- Charity staff, both in Haiti and at home, carried out internet research on the legality of prostitution on the Caribbean island, and on at least two separate occasions professional legal advice was sought by Oxfam about prostitution.

- Evidence provided to the inquiry described some prostitutes as looking "young, under 18, scantily dressed", while others were described as being in their 20s.

Oxfam's own inquiries identified four staff who either did use, or were suspected of using, prostitutes in Haiti. Credit: PA

- Oxfam should have tried harder and taken more steps at the time to identify the source of two emails from a 12-year-old and 13-year-old girl who complained that minors were being sexually abused by a charity "boss".

- The resignation of Oxfam's country director in Haiti was encouraged and facilitated by Oxfam bosses so as to "manage the reputational risk" to the charity.

- There were "systematic weaknesses" in Oxfam's attitude to safeguarding, and there was no up-to-date safeguarding strategy in place as recently as 2018.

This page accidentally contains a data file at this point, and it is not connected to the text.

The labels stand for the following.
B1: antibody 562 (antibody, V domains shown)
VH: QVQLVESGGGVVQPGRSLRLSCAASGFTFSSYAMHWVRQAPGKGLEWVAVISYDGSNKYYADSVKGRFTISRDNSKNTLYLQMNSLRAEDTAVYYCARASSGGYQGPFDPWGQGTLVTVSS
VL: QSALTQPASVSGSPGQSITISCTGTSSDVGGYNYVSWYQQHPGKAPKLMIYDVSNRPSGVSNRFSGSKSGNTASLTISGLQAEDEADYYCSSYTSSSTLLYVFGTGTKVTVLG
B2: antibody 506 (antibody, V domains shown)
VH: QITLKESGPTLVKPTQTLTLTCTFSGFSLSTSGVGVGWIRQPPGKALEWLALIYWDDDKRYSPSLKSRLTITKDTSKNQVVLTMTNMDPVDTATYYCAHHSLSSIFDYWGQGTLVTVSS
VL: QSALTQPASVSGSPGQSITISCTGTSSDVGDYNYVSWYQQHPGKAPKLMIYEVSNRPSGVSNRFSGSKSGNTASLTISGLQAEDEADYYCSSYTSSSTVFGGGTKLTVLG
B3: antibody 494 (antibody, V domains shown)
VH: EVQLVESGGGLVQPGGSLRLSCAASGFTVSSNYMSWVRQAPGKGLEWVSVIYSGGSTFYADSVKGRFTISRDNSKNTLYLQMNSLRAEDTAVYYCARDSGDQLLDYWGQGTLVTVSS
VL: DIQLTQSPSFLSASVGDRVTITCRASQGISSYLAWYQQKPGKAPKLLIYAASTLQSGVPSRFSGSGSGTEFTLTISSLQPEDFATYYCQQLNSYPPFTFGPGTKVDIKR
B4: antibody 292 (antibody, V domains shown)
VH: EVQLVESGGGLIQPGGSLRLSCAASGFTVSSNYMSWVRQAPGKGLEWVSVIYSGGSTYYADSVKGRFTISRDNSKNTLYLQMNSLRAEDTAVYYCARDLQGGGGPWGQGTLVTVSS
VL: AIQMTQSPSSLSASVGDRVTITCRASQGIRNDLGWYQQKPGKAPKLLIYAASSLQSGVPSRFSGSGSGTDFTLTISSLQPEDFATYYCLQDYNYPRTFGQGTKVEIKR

- This included weaknesses in human resources practices, including on vetting, referencing, recruitment and induction.

- There was also a failure to consistently hold people to account for poor behaviour and to ensure robust and consistent action was taken, resulting in a culture of tolerance of poor behaviour. This was likely to have resulted in putting victims off speaking up.

- The report found the risk to and impact on victims "appeared to take second place at times" and was not taken seriously enough, and that victims, whistleblowers and staff who tried to raise concerns were let down.

- Oxfam GB's focus when reporting incidents from Haiti to donors, and to its regulator, was on financial issues; for example, frauds, misappropriation and/or bribery incidents.